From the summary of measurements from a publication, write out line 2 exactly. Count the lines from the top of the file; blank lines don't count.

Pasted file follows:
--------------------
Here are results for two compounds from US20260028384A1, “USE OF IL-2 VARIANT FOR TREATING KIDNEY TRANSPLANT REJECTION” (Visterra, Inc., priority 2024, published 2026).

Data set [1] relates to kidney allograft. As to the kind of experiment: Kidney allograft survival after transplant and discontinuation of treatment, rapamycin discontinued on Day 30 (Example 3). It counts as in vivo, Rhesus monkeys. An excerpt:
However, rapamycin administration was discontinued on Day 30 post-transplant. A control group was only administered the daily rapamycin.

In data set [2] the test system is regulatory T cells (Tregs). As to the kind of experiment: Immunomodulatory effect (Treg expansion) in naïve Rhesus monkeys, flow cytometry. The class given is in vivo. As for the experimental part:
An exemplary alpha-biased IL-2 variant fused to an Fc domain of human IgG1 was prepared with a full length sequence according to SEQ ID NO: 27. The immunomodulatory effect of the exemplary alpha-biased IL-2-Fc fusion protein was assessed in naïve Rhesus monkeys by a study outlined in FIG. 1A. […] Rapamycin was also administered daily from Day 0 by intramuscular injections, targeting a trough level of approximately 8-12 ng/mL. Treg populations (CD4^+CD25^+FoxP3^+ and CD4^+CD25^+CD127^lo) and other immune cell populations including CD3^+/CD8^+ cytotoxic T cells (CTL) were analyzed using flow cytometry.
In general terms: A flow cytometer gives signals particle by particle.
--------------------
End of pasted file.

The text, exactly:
Data set [1] relates to kidney allograft. As to the kind of experiment: Kidney allograft survival after transplant and discontinuation of treatment, rapamycin discontinued on Day 30 (Example 3). It counts as in vivo, Rhesus monkeys. An excerpt: